Jesus tells us to tend to “the least among us” to feed, clothe, visit, and not forget those on the edge of society. Okay, got it. Now yesterday Stanley Thornton Jr. was cleared of Social Security fraud and is demanding an apology from Senator Tom Coburn R OK (who is a MD by training) for accusing him of fraud. Stanley was the subject of a National Geographic special that drew the senator’s attention to his case. Watch it here:
My question is how can a man who can read schematics for construction of baby furniture to fit somebody of his stature be disabled to the point of collecting social security benefits. He also needs a baby-sitter to tend to him when he is in “infant” mode. I can only imagine what motivates him to do this. I have my suspicions of his motives, without getting too graphic I have to believe it is related to diaper maintenance. I will let you take it from there. Now, here is a guy living a fetish lifestyle, with an enabler who we are also sending disability checks to (who recently passed away RIP) relying on the charity of the American people.
Now, Jesus also tells us to cut off our hands if they cause us to sin, or to pluck out our eyeballs if they cause us to sin, so when is it a disability and thereby qualifies for being among “the least of us” and when is it indulging a sinful lifestyle? Where is the line? Are we to respect his dignity because he was baptised into the family of Christians or are we to upbraid him for a totally indulgent lifestyle revolving around getting his diaper changed?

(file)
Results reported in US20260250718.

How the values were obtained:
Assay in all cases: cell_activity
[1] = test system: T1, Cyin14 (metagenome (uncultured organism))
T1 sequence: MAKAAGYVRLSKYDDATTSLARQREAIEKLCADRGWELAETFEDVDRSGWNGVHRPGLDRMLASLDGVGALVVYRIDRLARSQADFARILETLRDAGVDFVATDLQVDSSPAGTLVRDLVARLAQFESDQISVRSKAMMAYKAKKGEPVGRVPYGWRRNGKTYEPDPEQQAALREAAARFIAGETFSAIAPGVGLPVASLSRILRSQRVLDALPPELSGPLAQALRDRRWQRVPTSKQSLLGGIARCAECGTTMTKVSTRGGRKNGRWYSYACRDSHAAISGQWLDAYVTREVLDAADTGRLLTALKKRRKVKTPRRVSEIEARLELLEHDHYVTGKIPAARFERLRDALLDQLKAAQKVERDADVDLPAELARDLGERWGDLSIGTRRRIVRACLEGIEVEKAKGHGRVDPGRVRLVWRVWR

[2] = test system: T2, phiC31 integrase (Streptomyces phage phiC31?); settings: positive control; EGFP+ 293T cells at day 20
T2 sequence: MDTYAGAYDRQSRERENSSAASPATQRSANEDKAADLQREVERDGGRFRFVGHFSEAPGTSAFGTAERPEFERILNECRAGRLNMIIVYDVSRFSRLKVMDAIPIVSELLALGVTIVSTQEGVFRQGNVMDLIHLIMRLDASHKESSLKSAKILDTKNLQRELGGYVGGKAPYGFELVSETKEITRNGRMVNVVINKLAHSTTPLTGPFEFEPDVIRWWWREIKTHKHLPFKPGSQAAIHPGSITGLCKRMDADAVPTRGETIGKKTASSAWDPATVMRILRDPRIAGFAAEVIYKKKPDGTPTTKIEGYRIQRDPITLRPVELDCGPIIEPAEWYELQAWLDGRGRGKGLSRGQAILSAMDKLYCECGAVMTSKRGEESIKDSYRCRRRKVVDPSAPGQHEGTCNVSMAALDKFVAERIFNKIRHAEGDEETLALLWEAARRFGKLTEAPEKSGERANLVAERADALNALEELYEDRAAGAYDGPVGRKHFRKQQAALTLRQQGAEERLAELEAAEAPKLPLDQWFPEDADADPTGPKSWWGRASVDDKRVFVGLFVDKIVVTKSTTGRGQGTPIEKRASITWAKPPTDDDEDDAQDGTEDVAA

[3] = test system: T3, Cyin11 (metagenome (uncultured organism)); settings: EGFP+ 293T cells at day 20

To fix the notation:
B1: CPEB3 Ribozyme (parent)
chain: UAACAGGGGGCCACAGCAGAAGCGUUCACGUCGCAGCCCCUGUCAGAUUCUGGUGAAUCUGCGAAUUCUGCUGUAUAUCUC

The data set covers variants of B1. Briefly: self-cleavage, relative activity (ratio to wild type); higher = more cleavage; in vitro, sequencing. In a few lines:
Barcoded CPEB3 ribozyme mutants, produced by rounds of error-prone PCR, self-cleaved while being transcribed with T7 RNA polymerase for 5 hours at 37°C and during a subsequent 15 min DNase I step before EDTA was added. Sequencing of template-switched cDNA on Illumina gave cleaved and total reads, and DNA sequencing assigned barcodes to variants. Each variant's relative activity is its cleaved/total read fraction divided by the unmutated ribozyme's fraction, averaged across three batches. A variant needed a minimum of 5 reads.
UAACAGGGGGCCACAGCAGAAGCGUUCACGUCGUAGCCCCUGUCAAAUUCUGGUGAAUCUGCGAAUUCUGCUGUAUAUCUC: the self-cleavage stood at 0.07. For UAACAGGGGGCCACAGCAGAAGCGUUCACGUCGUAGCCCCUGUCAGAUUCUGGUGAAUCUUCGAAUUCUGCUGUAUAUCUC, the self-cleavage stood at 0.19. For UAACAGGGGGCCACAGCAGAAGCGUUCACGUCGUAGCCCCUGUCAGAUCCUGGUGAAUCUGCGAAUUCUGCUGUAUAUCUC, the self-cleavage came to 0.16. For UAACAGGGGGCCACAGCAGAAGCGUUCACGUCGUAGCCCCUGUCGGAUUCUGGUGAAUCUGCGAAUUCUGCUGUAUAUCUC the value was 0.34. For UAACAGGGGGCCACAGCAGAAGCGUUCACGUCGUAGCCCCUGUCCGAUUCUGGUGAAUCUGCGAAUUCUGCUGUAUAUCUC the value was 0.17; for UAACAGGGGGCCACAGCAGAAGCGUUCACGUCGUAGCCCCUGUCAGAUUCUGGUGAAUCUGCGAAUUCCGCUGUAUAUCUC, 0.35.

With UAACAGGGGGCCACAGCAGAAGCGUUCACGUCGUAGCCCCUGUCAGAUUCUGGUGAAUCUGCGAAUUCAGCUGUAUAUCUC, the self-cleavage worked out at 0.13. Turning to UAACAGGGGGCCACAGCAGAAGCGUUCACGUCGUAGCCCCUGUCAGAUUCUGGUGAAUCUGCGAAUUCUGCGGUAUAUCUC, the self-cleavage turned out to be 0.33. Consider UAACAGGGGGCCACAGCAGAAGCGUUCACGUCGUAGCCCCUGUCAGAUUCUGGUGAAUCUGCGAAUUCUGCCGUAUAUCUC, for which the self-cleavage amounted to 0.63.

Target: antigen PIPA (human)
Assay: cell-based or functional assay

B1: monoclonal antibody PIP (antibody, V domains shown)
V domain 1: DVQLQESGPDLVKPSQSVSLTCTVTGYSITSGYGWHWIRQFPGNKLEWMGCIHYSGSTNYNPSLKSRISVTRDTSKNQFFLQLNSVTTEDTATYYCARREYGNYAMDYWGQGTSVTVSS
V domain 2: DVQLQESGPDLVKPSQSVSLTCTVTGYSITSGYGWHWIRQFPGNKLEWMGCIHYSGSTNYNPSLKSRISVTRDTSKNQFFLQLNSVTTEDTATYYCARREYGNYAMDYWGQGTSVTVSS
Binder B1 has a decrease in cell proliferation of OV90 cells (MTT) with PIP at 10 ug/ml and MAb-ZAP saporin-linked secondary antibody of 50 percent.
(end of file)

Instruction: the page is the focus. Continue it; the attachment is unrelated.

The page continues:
When is it enabling and when is it charity? We all have less extreme situations in our lives that we need to discern “the line” both for us and for those who are looking to us for guidance. It could be a spouse or a child that we have looked the other way during episodes that don’t make us proud. It could be a co-worker or friend involved in bad decisions that will impact their family and other groups of people. Where is the line and when should we speak out to those people?